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A systematic review of evidence for psychological treatments in eating disorders: 2005–2012


  • Phillipa Hay PhD

    Corresponding author
    1. Foundation Chair of Mental Health & Centre for Health Research, School of Medicine, University of Western Sydney, Australia
    2. Adjunct Professor of Psychiatry, School of Medicine, James Cook University, Australia
    • University of Western Sydney, Locked Bag 1797 Penrith NSW 2751 Australia
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To update new evidence for psychotherapies in eating disorders (EDs) since 2005–September 2012.


Completed and published in the English language randomized controlled trials (RCTs) were identified by SCOPUS search using terms “bulimia” or “binge eating disorder” (BED) or “anorexia nervosa” (AN) or “eating disorder” and “treatment,” and 36 new RCTs met inclusion criteria.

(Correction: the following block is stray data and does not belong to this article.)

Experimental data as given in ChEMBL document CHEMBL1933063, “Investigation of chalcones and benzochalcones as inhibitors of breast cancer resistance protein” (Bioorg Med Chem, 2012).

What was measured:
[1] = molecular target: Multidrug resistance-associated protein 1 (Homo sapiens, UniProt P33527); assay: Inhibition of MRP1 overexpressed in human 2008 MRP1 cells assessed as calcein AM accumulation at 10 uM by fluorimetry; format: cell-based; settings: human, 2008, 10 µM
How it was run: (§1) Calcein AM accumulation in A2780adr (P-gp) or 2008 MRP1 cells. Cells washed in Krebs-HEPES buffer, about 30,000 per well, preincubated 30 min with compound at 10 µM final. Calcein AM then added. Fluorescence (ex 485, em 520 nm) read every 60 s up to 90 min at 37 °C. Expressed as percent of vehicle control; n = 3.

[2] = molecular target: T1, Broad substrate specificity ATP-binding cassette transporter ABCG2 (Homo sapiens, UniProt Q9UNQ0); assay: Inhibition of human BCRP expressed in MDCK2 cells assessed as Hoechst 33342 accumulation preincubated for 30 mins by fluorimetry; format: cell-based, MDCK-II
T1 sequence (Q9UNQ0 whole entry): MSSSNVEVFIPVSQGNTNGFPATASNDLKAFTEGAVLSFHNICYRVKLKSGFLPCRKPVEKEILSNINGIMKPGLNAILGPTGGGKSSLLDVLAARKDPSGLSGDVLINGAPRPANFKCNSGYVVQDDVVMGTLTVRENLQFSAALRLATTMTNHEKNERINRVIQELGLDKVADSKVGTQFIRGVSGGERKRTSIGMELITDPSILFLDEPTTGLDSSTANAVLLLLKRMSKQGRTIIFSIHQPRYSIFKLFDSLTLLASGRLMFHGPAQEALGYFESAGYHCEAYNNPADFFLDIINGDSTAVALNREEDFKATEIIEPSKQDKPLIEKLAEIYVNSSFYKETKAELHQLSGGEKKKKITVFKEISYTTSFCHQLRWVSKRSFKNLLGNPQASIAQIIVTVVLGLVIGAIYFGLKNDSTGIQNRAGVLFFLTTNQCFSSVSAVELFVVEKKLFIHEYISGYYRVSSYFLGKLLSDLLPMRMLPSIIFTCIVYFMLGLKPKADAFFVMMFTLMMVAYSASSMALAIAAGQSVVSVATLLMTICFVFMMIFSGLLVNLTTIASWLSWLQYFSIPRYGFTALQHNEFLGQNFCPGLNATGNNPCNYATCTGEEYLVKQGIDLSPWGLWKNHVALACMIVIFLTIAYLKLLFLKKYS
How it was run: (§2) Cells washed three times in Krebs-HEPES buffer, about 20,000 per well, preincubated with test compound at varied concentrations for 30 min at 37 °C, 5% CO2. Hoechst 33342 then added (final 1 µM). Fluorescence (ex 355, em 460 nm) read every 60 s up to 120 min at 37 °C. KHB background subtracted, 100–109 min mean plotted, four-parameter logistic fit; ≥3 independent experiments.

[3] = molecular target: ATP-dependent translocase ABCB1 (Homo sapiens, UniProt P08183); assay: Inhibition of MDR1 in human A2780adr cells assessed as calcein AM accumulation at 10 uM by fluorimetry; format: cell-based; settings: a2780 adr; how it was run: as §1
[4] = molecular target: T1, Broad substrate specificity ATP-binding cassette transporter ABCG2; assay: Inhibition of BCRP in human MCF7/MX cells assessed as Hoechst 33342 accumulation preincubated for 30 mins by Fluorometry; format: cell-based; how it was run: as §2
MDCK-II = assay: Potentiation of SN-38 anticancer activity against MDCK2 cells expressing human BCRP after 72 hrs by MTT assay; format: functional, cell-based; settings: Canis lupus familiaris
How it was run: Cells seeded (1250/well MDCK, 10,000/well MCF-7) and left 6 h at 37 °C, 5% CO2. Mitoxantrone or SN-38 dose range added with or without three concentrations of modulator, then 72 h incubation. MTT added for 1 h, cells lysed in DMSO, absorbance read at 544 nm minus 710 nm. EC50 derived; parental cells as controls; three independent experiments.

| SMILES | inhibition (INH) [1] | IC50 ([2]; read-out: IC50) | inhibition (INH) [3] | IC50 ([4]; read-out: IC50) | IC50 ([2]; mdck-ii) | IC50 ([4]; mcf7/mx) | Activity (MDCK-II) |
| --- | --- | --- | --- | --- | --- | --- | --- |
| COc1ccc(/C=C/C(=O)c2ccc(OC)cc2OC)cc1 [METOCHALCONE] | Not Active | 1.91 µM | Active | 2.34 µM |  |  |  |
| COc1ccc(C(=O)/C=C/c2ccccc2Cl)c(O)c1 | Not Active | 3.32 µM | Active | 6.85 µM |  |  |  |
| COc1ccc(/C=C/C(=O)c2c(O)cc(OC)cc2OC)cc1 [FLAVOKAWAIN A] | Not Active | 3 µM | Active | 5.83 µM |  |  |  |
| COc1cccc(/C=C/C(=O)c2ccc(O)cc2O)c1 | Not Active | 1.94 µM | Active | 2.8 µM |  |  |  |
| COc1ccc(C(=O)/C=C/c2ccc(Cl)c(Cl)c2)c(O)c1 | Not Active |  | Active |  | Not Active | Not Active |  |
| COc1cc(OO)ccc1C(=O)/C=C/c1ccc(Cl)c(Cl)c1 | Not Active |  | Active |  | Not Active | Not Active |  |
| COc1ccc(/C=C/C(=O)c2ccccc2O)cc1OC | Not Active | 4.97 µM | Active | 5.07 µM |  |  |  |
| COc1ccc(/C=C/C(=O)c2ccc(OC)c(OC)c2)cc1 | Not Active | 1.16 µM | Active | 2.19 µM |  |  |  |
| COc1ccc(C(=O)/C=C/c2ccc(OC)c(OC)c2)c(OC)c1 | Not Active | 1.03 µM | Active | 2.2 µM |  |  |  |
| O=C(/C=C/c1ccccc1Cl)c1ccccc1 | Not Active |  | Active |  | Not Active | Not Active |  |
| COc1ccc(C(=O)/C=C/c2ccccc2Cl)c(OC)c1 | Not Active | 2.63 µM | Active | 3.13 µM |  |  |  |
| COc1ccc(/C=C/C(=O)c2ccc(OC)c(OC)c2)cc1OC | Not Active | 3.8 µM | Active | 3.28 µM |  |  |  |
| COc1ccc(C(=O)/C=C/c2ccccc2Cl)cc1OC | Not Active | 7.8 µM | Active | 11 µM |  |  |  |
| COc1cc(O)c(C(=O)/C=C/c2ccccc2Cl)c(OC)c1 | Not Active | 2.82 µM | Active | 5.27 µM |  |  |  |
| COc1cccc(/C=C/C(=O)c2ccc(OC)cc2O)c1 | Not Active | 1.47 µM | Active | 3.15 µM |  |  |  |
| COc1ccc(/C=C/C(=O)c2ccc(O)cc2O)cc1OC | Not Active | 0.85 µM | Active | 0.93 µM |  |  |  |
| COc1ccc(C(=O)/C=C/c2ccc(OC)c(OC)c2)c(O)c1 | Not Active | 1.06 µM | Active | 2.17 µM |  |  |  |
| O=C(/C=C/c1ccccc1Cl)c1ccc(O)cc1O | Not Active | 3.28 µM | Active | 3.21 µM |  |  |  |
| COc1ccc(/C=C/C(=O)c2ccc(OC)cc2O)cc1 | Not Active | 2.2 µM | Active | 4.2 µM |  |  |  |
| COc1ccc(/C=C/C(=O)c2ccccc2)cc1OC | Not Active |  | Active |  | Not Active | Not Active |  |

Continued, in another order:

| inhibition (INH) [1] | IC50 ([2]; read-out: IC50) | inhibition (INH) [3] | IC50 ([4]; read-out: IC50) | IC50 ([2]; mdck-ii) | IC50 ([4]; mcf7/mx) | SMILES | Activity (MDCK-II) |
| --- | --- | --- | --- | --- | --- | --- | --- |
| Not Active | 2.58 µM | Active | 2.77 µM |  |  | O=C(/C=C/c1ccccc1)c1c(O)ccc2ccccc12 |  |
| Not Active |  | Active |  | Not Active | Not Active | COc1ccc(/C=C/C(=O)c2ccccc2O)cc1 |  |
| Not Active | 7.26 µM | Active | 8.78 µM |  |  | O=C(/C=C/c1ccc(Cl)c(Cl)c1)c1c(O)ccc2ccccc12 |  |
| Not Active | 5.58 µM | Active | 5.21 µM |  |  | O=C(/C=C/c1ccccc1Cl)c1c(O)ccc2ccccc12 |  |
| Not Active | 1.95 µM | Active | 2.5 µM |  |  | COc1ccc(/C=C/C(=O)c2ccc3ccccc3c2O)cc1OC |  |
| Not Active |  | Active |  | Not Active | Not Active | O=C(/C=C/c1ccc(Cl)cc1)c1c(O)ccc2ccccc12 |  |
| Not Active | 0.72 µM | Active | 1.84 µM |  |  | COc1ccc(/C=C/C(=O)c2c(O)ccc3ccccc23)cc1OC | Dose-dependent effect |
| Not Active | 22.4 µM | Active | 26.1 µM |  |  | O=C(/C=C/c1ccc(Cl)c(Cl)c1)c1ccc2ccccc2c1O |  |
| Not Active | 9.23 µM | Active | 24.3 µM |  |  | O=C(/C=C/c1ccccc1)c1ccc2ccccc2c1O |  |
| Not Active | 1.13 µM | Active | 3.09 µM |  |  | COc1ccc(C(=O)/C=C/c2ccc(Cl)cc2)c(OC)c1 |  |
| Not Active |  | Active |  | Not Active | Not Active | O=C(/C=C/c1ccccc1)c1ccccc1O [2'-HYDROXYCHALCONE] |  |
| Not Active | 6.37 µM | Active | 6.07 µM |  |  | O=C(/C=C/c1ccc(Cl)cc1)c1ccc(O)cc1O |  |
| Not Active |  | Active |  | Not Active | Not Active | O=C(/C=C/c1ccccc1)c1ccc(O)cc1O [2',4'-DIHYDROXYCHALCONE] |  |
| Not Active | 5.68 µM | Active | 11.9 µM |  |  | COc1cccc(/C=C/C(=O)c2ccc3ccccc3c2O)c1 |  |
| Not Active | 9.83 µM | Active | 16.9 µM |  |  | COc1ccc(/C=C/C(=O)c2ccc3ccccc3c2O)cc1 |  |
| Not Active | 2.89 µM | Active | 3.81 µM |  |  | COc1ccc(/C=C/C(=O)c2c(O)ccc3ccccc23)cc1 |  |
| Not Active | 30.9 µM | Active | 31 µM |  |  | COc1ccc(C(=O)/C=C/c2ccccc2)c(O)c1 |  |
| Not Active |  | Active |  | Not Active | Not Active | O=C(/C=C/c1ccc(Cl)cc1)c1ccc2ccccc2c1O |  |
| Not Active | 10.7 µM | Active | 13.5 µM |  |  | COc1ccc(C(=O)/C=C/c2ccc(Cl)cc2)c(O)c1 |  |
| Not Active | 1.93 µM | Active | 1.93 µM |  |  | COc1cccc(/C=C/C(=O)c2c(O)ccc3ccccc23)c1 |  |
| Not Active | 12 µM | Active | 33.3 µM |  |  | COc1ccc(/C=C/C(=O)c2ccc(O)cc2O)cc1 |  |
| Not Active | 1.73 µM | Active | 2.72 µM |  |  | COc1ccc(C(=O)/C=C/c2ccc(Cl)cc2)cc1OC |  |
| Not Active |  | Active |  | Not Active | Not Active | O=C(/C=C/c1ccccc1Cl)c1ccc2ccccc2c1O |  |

There has been progress in the evidence for family based treatment in adolescents with AN, for cognitive behavior therapy (CBT) in full and guided forms, and new modes of delivery for bulimia nervosa (BN), BED, and eating disorder not otherwise specified with binge eating. Risk of bias was low to moderate in 22 (61%) of RCTs.


The evidence base for AN has improved and CBT has retained and extended its status as first-line therapy for BN. However, further research is needed, in particular noninferiority trials of active therapies and the best approach to addressing ED features and weight management in co-morbid BED and obesity. © 2013 by Wiley Periodicals, Inc. (Int J Eat Disord 2013; 46:462–469)